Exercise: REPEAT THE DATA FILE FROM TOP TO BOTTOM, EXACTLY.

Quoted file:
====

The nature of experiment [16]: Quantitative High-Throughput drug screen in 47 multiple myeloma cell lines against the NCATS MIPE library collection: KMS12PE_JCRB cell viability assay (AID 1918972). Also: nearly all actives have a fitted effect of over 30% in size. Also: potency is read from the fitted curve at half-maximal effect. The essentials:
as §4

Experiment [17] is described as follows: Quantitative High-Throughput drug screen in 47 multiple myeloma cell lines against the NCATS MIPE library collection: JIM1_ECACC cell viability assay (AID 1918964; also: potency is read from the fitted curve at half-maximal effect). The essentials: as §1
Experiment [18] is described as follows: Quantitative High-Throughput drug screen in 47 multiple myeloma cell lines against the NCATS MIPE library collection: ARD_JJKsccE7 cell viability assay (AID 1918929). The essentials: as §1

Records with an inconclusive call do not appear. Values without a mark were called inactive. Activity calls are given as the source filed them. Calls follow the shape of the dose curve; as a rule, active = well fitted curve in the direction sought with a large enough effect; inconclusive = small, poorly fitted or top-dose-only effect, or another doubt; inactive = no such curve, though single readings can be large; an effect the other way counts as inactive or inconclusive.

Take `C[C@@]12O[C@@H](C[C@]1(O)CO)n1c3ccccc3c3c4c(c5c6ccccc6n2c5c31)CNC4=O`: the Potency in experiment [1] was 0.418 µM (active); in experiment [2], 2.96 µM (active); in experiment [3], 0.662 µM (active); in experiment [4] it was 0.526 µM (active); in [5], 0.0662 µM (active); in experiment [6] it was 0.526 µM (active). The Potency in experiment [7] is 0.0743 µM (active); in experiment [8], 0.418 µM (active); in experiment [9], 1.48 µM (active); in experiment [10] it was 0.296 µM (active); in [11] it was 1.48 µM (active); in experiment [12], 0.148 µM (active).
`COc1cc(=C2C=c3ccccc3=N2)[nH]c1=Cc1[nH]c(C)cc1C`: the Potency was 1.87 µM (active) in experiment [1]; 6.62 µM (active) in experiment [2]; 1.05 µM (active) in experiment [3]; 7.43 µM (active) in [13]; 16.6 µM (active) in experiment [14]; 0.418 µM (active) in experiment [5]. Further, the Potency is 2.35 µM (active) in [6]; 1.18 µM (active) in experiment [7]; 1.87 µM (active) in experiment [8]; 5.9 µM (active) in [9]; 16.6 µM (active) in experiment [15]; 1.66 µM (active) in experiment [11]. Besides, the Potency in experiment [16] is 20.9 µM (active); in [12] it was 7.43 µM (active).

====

The nature of experiment [16]: Quantitative High-Throughput drug screen in 47 multiple myeloma cell lines against the NCATS MIPE library collection: KMS12PE_JCRB cell viability assay (AID 1918972). Also: nearly all actives have a fitted effect of over 30% in size. Also: potency is read from the fitted curve at half-maximal effect. The essentials:
as §4

Experiment [17] is described as follows: Quantitative High-Throughput drug screen in 47 multiple myeloma cell lines against the NCATS MIPE library collection: JIM1_ECACC cell viability assay (AID 1918964; also: potency is read from the fitted curve at half-maximal effect). The essentials: as §1
Experiment [18] is described as follows: Quantitative High-Throughput drug screen in 47 multiple myeloma cell lines against the NCATS MIPE library collection: ARD_JJKsccE7 cell viability assay (AID 1918929). The essentials: as §1

Records with an inconclusive call do not appear. Values without a mark were called inactive. Activity calls are given as the source filed them. Calls follow the shape of the dose curve; as a rule, active = well fitted curve in the direction sought with a large enough effect; inconclusive = small, poorly fitted or top-dose-only effect, or another doubt; inactive = no such curve, though single readings can be large; an effect the other way counts as inactive or inconclusive.

Take `C[C@@]12O[C@@H](C[C@]1(O)CO)n1c3ccccc3c3c4c(c5c6ccccc6n2c5c31)CNC4=O`: the Potency in experiment [1] was 0.418 µM (active); in experiment [2], 2.96 µM (active); in experiment [3], 0.662 µM (active); in experiment [4] it was 0.526 µM (active); in [5], 0.0662 µM (active); in experiment [6] it was 0.526 µM (active). The Potency in experiment [7] is 0.0743 µM (active); in experiment [8], 0.418 µM (active); in experiment [9], 1.48 µM (active); in experiment [10] it was 0.296 µM (active); in [11] it was 1.48 µM (active); in experiment [12], 0.148 µM (active).
`COc1cc(=C2C=c3ccccc3=N2)[nH]c1=Cc1[nH]c(C)cc1C`: the Potency was 1.87 µM (active) in experiment [1]; 6.62 µM (active) in experiment [2]; 1.05 µM (active) in experiment [3]; 7.43 µM (active) in [13]; 16.6 µM (active) in experiment [14]; 0.418 µM (active) in experiment [5]. Further, the Potency is 2.35 µM (active) in [6]; 1.18 µM (active) in experiment [7]; 1.87 µM (active) in experiment [8]; 5.9 µM (active) in [9]; 16.6 µM (active) in experiment [15]; 1.66 µM (active) in experiment [11]. Besides, the Potency in experiment [16] is 20.9 µM (active); in [12] it was 7.43 µM (active).